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To what extent does Shakespeare present Othello as responsible for his own downfall?

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´╗┐To what extent does Shakespeare present Othello as responsible for his own downfall? The character of Othello can be viewed in relation to the theories of tragedy described in Aristotle?s Poetics, with specific reference to the categories of hamartia and hubris. Additionally, it could be considered that his high-status conforms to Aristotle?s emphasis on such characters. Consequently, the murders that occur at the end of the play reveal the extent to which his noble character has fallen. At the same time, it is clear that other factors intervene, such as the machinations of Iago and the effects of chance. This combination of influences and attributes is characteristic of Jacobean tragedy as a whole. This is perhaps best exemplified in the opening pages of Othello where Brabantio claims ?This accident is not unlike my dream?, (I. i) clearly suggesting an inevitable foreshadowing of the events to come. This view is not synonymous with the aspect of the Aristotelian model which prescribes the hamartia of the tragic hero at the epicentre of the reasons for his downfall. To analyse Othello?s role in his own downfall, the height from which he falls, both socially and emotionally, should be considered. ...read more.


Shakespeare frequently refers to Othello as a ?moor?. Although it was not uncommon for foreigners to hold positions of power in the Venetian courts, and indeed the concept of ?racism? was hardly established, it is clear that quotations such as ?old, black ram? refers to the colour of Othello?s skin and further hints at the suspicion of witchcraft. This view could not be presented without reference to Othello?s bitter exclamation ?O, blood, blood, blood? (III. iii) that reveals Shakespeare?s allusion to a practising of the ?dark arts?. It is difficult to be sure in this instance whether Shakespeare intends to comment on people?s misconceptions of race or to suggest allusions to Othello?s sinister and dangerous traits that allow him to be so successful in the field of war, but which are also the foundation of his un-doing. There are significant arguments to contradict the latter view as, throughout the play, there are clear references to Othello?s transparent nature, such as his pledge in Act 1 to deliver ?a round, unvarnished tale?. (I. iii) If this interpretation is to be accepted, there should be less focus on the ?inner evil? within Othello, that allows him to murder his adoring wife than on his naivety within the culture of Venetian society. ...read more.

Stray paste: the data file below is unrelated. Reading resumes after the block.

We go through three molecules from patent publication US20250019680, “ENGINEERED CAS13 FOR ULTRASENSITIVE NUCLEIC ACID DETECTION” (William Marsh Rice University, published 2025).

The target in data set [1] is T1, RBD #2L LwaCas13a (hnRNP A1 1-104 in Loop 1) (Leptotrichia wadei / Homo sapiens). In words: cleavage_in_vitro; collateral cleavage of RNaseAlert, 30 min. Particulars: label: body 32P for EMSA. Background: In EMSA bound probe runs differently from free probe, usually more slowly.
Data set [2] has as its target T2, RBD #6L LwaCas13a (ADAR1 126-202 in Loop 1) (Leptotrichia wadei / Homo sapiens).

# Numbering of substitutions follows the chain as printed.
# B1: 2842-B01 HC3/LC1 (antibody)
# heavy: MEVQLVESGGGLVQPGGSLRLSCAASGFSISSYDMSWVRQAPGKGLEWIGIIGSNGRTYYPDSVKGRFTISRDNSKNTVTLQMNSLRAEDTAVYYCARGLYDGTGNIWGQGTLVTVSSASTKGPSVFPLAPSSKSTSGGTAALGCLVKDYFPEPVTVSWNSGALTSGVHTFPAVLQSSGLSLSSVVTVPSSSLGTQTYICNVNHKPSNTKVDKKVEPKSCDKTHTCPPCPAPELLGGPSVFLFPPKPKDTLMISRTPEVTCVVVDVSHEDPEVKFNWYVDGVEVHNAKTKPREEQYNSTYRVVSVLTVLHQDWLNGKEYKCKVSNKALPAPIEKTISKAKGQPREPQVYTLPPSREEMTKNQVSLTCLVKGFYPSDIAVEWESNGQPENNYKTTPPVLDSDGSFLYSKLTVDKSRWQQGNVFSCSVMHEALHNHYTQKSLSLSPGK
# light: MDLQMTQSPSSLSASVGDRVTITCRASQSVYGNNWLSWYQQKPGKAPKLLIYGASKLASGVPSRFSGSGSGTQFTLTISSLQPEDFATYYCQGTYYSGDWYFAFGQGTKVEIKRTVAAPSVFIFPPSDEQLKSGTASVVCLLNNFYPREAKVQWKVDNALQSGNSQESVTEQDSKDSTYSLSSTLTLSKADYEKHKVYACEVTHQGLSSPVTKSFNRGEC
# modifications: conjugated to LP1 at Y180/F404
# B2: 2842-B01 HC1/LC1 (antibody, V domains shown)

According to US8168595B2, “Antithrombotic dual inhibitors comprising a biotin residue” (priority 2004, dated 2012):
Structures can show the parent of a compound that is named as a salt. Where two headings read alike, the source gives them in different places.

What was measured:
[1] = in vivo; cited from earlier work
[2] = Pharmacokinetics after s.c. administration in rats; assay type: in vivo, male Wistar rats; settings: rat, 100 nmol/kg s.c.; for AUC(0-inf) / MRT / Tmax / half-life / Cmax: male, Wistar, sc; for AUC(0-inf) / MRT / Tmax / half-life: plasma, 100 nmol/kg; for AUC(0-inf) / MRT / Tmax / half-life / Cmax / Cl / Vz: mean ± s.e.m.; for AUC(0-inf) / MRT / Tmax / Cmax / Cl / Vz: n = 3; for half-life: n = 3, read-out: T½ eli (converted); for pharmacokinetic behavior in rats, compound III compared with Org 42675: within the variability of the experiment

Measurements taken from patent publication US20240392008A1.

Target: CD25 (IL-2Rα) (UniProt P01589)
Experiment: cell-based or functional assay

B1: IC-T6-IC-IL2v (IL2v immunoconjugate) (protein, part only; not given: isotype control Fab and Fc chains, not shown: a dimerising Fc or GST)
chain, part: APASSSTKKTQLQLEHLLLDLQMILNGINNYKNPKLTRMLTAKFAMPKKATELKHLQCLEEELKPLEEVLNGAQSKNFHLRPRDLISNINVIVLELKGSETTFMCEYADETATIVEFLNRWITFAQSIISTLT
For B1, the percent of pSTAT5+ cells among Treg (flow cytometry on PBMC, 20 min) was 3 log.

Othello?s role in his own downfall cannot be entirely explained on grounds of his naivety. Othello?s hubris and concern for his outward image add hugely to the emotions of jealousy and paranoia that Iago intends to provoke within him. It could be suggested that this sense of pride is an element of his cultural background and personal history as a ?warrior?. However this flaw is unique to him throughout the play and from this it could be concluded Shakespeare intends to mark it as a reason for his demise. There is perhaps no better quotation to support this view than ?O, I have lost my reputation! I have lost the immortal part of myself, and what remains is bestial?. (II. iii) Although the impact of the above quotation is undeniably positive in terms of our view of Othello, it could be argued that the intense commitment to the idea of reputation has considerable negative implications. It is undoubtedly portrayed here that he would have guarded his reputation over his love of Desdemona as he regards it as the single most important thing in his life. According to this view, Iago is little more than a catalyst in Othello?s fall and it can then be argued that the description of Iago as a ?demi-devil? (IIIII. ii) accurately reflects the limitations of his responsibility in the downfall of Othello. ...read more.

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